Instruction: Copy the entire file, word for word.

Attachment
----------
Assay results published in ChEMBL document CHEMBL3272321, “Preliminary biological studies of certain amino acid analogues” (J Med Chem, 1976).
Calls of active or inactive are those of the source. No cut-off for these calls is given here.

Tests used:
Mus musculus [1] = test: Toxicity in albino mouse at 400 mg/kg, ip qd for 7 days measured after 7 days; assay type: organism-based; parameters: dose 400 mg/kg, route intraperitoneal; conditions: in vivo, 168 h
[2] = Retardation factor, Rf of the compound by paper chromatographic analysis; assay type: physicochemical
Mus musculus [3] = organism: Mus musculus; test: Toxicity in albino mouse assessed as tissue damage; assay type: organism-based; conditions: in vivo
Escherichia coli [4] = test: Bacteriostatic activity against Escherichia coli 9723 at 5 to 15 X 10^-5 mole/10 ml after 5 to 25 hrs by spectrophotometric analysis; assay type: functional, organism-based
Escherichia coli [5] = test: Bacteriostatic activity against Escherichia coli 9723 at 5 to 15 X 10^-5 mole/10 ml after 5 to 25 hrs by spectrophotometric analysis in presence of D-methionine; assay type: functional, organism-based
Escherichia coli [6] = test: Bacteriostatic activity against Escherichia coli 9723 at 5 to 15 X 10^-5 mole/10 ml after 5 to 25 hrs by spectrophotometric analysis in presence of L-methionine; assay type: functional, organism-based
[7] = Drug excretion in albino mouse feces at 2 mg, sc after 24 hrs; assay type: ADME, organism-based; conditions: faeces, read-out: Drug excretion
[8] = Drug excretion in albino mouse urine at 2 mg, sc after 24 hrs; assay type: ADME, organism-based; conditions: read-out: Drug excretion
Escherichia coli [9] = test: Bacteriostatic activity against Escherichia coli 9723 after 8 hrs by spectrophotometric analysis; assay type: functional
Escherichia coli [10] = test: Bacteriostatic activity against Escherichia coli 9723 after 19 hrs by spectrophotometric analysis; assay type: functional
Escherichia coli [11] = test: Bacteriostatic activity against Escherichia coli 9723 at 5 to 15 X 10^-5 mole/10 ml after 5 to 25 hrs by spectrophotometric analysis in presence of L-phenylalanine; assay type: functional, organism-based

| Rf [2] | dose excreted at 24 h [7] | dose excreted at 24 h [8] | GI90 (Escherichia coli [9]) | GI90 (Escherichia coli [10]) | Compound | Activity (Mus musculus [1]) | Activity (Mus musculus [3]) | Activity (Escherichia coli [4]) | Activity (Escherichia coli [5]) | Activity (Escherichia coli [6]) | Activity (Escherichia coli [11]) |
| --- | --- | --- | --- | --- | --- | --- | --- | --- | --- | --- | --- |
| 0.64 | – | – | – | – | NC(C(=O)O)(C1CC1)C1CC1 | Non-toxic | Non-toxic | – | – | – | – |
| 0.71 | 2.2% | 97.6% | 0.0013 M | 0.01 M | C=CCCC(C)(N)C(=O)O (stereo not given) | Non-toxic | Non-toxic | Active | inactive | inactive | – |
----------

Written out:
Assay results published in ChEMBL document CHEMBL3272321, “Preliminary biological studies of certain amino acid analogues” (J Med Chem, 1976).
Calls of active or inactive are those of the source. No cut-off for these calls is given here.

Tests used:
Mus musculus [1] = test: Toxicity in albino mouse at 400 mg/kg, ip qd for 7 days measured after 7 days; assay type: organism-based; parameters: dose 400 mg/kg, route intraperitoneal; conditions: in vivo, 168 h
[2] = Retardation factor, Rf of the compound by paper chromatographic analysis; assay type: physicochemical
Mus musculus [3] = organism: Mus musculus; test: Toxicity in albino mouse assessed as tissue damage; assay type: organism-based; conditions: in vivo
Escherichia coli [4] = test: Bacteriostatic activity against Escherichia coli 9723 at 5 to 15 X 10^-5 mole/10 ml after 5 to 25 hrs by spectrophotometric analysis; assay type: functional, organism-based
Escherichia coli [5] = test: Bacteriostatic activity against Escherichia coli 9723 at 5 to 15 X 10^-5 mole/10 ml after 5 to 25 hrs by spectrophotometric analysis in presence of D-methionine; assay type: functional, organism-based
Escherichia coli [6] = test: Bacteriostatic activity against Escherichia coli 9723 at 5 to 15 X 10^-5 mole/10 ml after 5 to 25 hrs by spectrophotometric analysis in presence of L-methionine; assay type: functional, organism-based
[7] = Drug excretion in albino mouse feces at 2 mg, sc after 24 hrs; assay type: ADME, organism-based; conditions: faeces, read-out: Drug excretion
[8] = Drug excretion in albino mouse urine at 2 mg, sc after 24 hrs; assay type: ADME, organism-based; conditions: read-out: Drug excretion
Escherichia coli [9] = test: Bacteriostatic activity against Escherichia coli 9723 after 8 hrs by spectrophotometric analysis; assay type: functional
Escherichia coli [10] = test: Bacteriostatic activity against Escherichia coli 9723 after 19 hrs by spectrophotometric analysis; assay type: functional
Escherichia coli [11] = test: Bacteriostatic activity against Escherichia coli 9723 at 5 to 15 X 10^-5 mole/10 ml after 5 to 25 hrs by spectrophotometric analysis in presence of L-phenylalanine; assay type: functional, organism-based

| Rf [2] | dose excreted at 24 h [7] | dose excreted at 24 h [8] | GI90 (Escherichia coli [9]) | GI90 (Escherichia coli [10]) | Compound | Activity (Mus musculus [1]) | Activity (Mus musculus [3]) | Activity (Escherichia coli [4]) | Activity (Escherichia coli [5]) | Activity (Escherichia coli [6]) | Activity (Escherichia coli [11]) |
| --- | --- | --- | --- | --- | --- | --- | --- | --- | --- | --- | --- |
| 0.64 | – | – | – | – | NC(C(=O)O)(C1CC1)C1CC1 | Non-toxic | Non-toxic | – | – | – | – |
| 0.71 | 2.2% | 97.6% | 0.0013 M | 0.01 M | C=CCCC(C)(N)C(=O)O (stereo not given) | Non-toxic | Non-toxic | Active | inactive | inactive | – |